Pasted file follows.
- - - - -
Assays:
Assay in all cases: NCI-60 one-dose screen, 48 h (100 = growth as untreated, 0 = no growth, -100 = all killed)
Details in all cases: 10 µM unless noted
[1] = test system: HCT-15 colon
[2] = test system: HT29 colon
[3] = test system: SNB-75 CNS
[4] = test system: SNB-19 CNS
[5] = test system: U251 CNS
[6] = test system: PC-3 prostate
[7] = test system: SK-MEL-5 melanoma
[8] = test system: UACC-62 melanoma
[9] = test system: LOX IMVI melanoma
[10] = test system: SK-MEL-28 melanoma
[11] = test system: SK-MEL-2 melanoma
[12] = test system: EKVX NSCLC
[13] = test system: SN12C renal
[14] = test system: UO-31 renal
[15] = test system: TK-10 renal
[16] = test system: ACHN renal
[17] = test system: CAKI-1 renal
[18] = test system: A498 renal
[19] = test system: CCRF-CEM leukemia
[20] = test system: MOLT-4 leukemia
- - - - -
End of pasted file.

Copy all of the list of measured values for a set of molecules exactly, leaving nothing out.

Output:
Assays:
Assay in all cases: NCI-60 one-dose screen, 48 h (100 = growth as untreated, 0 = no growth, -100 = all killed)
Details in all cases: 10 µM unless noted
[1] = test system: HCT-15 colon
[2] = test system: HT29 colon
[3] = test system: SNB-75 CNS
[4] = test system: SNB-19 CNS
[5] = test system: U251 CNS
[6] = test system: PC-3 prostate
[7] = test system: SK-MEL-5 melanoma
[8] = test system: UACC-62 melanoma
[9] = test system: LOX IMVI melanoma
[10] = test system: SK-MEL-28 melanoma
[11] = test system: SK-MEL-2 melanoma
[12] = test system: EKVX NSCLC
[13] = test system: SN12C renal
[14] = test system: UO-31 renal
[15] = test system: TK-10 renal
[16] = test system: ACHN renal
[17] = test system: CAKI-1 renal
[18] = test system: A498 renal
[19] = test system: CCRF-CEM leukemia
[20] = test system: MOLT-4 leukemia